The Largest Anging/Fishing site in Africa


Dear Friends,

I would like to thank all those who were able to make it to Dad’s (Herbies) Kwaheri (Memorial) on the 9th August. I am sure all those who made it will agree it was a very special day, and Dad was sent off how he would have liked. Some of us were still at the club at 4 o’clock in the morning, including his two sons!

The fishing has been fantastic, especially for Black Marlin. There have been 88 Black Marlin caught in the last 2 months between Malindi and Watamu. When you take into consideration that most boats are not even in the water and those that are, are not fishing every day, it has been quite incredible.

With all the news of Black Marlin around, the crews have been working frantically to get their boats back into the water. The boats are now all in and are looking better than ever before, with lots of improvements. All boats now have live bait tubes and all the tackle is constantly being up graded.  It is just very sad to see them so excited to get their boats back into the water, only for them sit on the mooring everyday with no fishermen to go out.

Neptune did her maiden trip of the new season on the 26th July with Perez and Christine, regular friends from Belgium. Perez having caught a Bull Shark of 223 kg last year           managed to beat his personal record by releasing a Bull Shark of 240 kg after a 2 and a half hour fight.

Our loyal regulars Richard Edwards, Philip Mathais and his son Nick returned to do their annual fishing trip at the beginning of August. Philip had a nice Black of 147 kg, unfortunately this fish had to be boated as it was badly damaged. In their 6 days of fishing they had a grand total of 2 Black Marlin, 6 sailfish, 5 giant trevally(the largest being 36 kg), 8 kingfish, 8 wahoo ( the largest being 27 kg), 14 yellowfin tuna( the largest being 20 kg), 5 dorado(the largest being 15 kg), 5 barracuda ( the largest being14 kg), 5 big eye trevally, 4 longtail tuna, 3 rainbow runner, 92 kawakawa and 60 frigate mackerel. Not bad for six days fishing; it made a total of thirteen different species of fish and this is the beauty of fishing on the banks at this time of year. You just don’t know what is going to coming along next.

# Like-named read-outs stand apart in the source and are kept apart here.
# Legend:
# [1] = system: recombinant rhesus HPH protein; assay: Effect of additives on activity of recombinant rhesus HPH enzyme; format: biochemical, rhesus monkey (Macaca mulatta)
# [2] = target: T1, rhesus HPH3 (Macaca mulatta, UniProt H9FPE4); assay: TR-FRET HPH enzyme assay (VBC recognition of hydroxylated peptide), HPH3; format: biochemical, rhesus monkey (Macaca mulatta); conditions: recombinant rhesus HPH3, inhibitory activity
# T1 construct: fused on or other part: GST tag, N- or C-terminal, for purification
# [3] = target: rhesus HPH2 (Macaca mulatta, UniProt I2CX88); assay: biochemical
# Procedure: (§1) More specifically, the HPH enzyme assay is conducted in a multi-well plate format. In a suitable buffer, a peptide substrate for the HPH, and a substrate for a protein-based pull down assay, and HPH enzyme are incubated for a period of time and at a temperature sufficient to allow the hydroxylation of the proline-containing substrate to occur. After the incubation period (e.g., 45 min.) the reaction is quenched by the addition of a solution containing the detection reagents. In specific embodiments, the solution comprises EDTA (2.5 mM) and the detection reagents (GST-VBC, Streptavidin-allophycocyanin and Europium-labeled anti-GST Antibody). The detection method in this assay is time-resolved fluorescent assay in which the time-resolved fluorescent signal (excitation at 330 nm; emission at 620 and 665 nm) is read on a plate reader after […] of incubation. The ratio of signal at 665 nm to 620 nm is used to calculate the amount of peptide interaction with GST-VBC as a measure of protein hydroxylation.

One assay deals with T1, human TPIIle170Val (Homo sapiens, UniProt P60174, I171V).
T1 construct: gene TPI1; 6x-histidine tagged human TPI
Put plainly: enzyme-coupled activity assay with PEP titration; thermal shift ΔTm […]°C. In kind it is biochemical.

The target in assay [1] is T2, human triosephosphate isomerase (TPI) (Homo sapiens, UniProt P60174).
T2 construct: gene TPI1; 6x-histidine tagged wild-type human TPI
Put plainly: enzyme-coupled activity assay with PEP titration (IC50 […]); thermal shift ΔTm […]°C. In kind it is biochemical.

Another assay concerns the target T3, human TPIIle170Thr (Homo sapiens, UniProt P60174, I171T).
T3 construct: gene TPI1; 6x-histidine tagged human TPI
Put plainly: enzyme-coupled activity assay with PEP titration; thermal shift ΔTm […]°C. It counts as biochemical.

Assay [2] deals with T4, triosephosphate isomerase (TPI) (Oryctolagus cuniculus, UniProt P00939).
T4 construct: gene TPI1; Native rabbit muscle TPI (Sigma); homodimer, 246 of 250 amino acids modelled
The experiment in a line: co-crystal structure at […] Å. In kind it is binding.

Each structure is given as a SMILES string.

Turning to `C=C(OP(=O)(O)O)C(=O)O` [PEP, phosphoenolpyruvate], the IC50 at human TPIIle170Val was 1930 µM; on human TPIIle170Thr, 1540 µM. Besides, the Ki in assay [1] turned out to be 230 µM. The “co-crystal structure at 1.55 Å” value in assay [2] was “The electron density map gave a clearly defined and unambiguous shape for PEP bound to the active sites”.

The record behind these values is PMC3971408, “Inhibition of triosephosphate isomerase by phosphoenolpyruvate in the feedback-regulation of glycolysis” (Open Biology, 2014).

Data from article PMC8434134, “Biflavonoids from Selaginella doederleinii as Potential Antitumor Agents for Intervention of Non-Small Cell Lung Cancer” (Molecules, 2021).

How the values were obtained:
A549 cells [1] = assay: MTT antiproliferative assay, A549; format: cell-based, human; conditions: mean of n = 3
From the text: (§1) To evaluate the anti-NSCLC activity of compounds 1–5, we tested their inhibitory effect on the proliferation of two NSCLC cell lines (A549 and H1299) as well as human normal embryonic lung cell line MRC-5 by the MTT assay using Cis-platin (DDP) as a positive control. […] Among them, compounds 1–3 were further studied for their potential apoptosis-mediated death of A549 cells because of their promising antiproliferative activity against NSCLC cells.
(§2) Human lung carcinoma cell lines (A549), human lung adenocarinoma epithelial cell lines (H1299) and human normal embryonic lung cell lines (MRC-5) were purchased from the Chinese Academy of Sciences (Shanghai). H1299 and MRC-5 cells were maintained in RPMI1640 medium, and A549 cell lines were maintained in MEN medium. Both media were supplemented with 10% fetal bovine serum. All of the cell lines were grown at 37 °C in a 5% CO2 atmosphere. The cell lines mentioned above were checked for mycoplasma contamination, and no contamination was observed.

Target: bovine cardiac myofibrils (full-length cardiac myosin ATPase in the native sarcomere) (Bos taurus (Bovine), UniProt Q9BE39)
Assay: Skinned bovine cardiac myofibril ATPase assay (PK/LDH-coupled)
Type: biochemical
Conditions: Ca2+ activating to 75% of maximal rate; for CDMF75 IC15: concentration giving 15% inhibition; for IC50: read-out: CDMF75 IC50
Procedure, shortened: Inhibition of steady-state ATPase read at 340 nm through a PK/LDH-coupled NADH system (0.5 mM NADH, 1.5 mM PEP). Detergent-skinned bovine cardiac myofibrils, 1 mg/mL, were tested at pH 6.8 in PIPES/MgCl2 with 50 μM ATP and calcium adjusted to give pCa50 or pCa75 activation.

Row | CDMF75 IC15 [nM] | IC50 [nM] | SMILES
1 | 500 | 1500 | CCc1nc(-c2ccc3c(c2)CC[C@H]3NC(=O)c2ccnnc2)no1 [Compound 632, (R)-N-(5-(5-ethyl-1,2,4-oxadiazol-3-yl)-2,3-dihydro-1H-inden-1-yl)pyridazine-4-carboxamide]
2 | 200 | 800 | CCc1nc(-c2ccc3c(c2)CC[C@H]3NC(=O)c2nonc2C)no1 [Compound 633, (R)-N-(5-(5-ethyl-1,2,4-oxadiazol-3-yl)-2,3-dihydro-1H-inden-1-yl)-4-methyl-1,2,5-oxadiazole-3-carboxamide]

On the 14th August I had the pleasure of taking Bruce Buckland out fishing on Neptune. Bruce (ex Manager of the Driftwood Beach Club) had come up to attend Dad’s memorial and did a fantastic job as the Master of Ceremonies. We had a great day out and ended up raising 11 Blacks, catching 3, and a sailfish. Bruce being an avid light tackle fisherman   managed to release a Black Marlin of 100 plus kg, a really good effort.

Perez and Christine also fished SnowGoose on her maiden trip on the 5th August. Perez released his first Black Marlin, a fish estimated at around 65 kg. He also had a good Kingfish of 21kg and four Giant Trevally, one of which topped 31 kgs. One of the giant trevally was taken by a bull shark on the way in and they were just left with the head.

Martin Joswig brought a group out from Germany, and we had three fun days fishing with them . The first day they fished on Neptune and caught a Black of approximately 90 kg, a sailfish and a mixed bag of other fish. On the 18th they fished on Eclare and had a fantastic day with 2 Black Marlin of over 90 kg each, a sailfish, 2 Giant Trevally, 2 Yellowfin and lots of bait. The last day they fished on Eclare again but this was not such a good day with a wahoo of 17 kg, a kingfish and other bits and pieces. Most of this group had not caught a billfish in their lives so you can imagine the bell being rung in the fishing club after their days fishing!!!!